Eyes now smiling, bonded
As time cartwheeled by
Like an onion
Tossed and skipping down a hill.

This poem is a reworking and expansion on a poem posted several months ago.

Miscellaneous, Poetry

The High, Proud, and Ugly Wall that We Love

Between my beautiful neighbor
And my beautiful self
Is a high, proud, and ugly wall
Called “Ideology”.

She believes she can prove
What she cannot prove,
And I believe I can prove
What I cannot prove,

And we together believe
What we cannot prove
Is more important
Than what we can prove —

Which is that she lives,
And that I live,
And that we both live
Beautiful neighbors
To each other.

Beautiful neighbors
Who live on the only planet
In the solar system
That has turned loneliness
Into an art,

And an art into an obscenity.

She is wise and I am a fool
Or I am wise and she is a fool.
We have no means to decide
Which one of us is which,
But we both of us know
It just cannot be
We are both of us fools.

It just cannot be
We are both of us fools
Who breathe the same air,
Who waste the same life,
And who will someday
Die the same death.

My neighbor and I
Stand on the same side
Of a high wall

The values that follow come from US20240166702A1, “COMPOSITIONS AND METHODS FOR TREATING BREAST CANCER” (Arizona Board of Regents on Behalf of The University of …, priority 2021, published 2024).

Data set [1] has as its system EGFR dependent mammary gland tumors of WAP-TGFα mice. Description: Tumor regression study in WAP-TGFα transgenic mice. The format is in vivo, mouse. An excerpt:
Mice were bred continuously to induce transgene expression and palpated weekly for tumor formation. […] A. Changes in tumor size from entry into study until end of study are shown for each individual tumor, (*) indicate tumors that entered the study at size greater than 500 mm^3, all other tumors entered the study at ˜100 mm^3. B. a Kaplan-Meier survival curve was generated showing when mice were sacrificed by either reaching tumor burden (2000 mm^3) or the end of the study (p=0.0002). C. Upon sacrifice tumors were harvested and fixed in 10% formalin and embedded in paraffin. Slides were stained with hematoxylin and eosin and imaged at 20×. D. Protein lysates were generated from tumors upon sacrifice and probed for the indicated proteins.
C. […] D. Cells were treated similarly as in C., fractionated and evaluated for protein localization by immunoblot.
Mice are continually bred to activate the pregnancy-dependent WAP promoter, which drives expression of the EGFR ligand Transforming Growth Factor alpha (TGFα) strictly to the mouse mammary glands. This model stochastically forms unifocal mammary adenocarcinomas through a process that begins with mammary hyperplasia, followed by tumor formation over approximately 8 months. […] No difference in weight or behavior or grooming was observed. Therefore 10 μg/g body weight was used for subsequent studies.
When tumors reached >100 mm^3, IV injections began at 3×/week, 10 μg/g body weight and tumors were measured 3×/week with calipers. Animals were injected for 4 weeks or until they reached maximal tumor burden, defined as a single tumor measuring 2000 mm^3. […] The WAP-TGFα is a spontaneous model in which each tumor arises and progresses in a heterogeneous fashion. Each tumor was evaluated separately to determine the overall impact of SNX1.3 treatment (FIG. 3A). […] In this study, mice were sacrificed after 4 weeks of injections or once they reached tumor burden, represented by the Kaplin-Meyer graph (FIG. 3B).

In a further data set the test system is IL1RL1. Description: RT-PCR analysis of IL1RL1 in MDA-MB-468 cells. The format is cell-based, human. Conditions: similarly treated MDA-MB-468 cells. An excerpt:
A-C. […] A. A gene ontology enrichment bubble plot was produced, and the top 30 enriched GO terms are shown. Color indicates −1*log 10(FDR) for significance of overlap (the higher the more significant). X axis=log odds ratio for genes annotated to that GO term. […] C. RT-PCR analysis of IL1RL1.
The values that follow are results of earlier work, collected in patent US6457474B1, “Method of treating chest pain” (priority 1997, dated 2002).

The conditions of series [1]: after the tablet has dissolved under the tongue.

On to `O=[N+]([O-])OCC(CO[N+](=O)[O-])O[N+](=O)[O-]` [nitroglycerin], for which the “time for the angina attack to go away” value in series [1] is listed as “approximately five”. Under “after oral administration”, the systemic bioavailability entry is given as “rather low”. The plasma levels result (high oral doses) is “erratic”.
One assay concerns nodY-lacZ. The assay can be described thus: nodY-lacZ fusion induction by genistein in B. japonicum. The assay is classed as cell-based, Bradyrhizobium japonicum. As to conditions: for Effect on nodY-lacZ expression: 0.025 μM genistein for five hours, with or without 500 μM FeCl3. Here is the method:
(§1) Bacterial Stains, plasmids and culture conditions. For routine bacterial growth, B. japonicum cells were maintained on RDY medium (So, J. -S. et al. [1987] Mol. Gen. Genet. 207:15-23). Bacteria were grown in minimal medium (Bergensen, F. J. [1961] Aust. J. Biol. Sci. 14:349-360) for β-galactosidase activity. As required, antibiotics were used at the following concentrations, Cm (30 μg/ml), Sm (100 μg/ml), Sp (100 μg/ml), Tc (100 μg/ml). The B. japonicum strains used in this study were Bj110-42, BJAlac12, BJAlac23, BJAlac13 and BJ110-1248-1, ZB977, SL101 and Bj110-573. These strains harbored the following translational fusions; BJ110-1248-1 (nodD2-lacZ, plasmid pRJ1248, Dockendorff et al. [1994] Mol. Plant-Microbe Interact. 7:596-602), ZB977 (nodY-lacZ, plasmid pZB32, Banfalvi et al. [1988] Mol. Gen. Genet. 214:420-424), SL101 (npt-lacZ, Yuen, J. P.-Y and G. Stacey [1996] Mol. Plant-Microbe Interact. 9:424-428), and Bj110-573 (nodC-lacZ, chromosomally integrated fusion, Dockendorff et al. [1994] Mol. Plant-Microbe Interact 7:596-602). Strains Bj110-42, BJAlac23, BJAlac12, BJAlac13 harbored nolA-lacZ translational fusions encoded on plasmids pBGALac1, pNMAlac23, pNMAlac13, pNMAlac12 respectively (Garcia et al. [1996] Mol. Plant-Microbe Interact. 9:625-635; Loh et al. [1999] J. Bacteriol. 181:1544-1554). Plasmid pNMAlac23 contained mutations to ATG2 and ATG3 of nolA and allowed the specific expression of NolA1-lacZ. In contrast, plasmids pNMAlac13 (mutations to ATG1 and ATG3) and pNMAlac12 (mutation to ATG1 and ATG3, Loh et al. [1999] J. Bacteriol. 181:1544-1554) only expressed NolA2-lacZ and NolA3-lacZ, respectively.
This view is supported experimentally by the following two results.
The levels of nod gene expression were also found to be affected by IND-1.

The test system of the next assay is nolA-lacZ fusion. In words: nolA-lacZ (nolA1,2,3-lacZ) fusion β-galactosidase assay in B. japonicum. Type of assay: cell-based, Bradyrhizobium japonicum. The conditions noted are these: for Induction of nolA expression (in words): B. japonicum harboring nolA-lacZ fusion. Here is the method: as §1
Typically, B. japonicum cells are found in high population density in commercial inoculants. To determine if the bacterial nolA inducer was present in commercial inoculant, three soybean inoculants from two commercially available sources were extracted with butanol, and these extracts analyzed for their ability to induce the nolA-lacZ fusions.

An ugly wall
A proud wall
Called “ideology”,

And on the other side
Is life.

Human Nature, Life, Love, Poetry, Relationships

All That Matters Now


I hear the leaves blow
Against our door tonight.
Dry leaves passing by,
Scratching against our winter door.

Sometimes I look up thinking, “She’s home”.

But it’s only a creak in the door,
And the leaves, the scratching leaves.

Continue reading “All That Matters Now”

Courage, Human Nature, Learning, Life, Living, Love, Lovers, Poetry, Quality of Life, Regret, Relationships, Resilience, Self, Self-Knowledge, Spirituality, The Art of Living Well

There are Ghosts in Every Heart

The air is warmer
Than the spring tonight,
Cooler than the summer.

A half-moon has risen
But I cannot recall
Whether it waxes or it wanes.

It is three in the morning and thunder
Is rolling off the mountains,
There is lightening to the North.

Continue reading “There are Ghosts in Every Heart”

Critiques, Cultural Traits, Culture, Erotic Dance, Poetry, Sex, Sexuality, Sexualization, Society

The American Costume Party

Flashing lights explode in your eyes
Like colored shrapnel.

Second by second,
Attacking music shakes your eardrums
Near to goo.

Now and then.
Now and then, but rarely
Some woman dances
Her authentic sexuality,

Continue reading “The American Costume Party”